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The purpose of the Certified Environmental Scientist (CES) credential is to establish a person's understanding of the basic principles of environmental science, including: chemistry, physics, earth science, biology, meteorology, zoology and environmental health, according to NREP's website.
NREP has modified their program so that workshops only take a day. The test is a 2-hour, timed, scaled, multiple choice exam of 100 questions. "Because many environmental specialists cannot be away from work for long periods of time, we have now intensified the learning and testing procedures of the CES program so that you can complete the program in one very concentrated day," the association said in a press release.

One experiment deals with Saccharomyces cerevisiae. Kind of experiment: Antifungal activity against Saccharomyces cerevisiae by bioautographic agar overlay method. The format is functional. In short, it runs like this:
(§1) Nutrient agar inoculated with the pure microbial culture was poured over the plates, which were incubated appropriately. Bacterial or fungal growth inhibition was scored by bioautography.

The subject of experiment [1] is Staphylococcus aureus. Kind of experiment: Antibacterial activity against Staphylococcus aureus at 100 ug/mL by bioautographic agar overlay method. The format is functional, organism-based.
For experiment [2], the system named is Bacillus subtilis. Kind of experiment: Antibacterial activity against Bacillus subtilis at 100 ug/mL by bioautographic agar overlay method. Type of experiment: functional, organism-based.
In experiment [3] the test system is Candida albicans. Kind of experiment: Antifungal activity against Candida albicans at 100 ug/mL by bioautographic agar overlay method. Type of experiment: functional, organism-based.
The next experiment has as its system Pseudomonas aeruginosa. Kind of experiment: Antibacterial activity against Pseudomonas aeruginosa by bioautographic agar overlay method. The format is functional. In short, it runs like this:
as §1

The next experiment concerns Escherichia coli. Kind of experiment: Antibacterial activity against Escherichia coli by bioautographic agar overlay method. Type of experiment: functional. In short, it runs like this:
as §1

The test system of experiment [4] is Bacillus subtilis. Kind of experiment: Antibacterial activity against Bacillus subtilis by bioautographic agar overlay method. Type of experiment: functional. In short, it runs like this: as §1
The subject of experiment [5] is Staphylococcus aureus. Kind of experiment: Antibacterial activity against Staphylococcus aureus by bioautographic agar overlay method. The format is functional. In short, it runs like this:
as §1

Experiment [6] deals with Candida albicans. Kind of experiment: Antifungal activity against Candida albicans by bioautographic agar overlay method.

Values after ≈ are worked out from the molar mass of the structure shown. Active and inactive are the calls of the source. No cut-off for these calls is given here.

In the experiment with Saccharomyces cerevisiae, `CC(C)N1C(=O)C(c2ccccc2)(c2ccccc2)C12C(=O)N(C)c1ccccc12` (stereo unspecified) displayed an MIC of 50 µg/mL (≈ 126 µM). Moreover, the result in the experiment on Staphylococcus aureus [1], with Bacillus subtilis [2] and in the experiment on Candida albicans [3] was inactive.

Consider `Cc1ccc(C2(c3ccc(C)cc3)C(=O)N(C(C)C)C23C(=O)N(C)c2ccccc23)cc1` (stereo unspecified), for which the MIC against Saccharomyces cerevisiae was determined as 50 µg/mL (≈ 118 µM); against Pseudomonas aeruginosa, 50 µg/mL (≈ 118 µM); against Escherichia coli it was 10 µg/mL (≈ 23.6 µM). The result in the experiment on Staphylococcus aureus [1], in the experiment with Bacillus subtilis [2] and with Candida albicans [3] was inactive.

The questions are designed to determine an individual's knowledge relative to the science coordination and management of environmental programs. The general topics covered on the exam include knowledge of air pollution, biosolids, brownfields, Clean Air Act, Clean Water Act, ecosystems, hazardous waste, human health, indoor air quality, mercury, molds, oil programs, ozone, pesticides, radiation and solid waste disposal.
The CES certification is open to any individual who meets the qualifications. A CES certification helps to demonstrate that technicians, supervisors and managers have received training in the basic environmental sciences. NREP has targeted professionals who:
- Work for a governmental agency.
- Work for a private organization that performs environmental sampling or testing.
- Work for a firm who are consultants, manufacturers, attorneys, etc.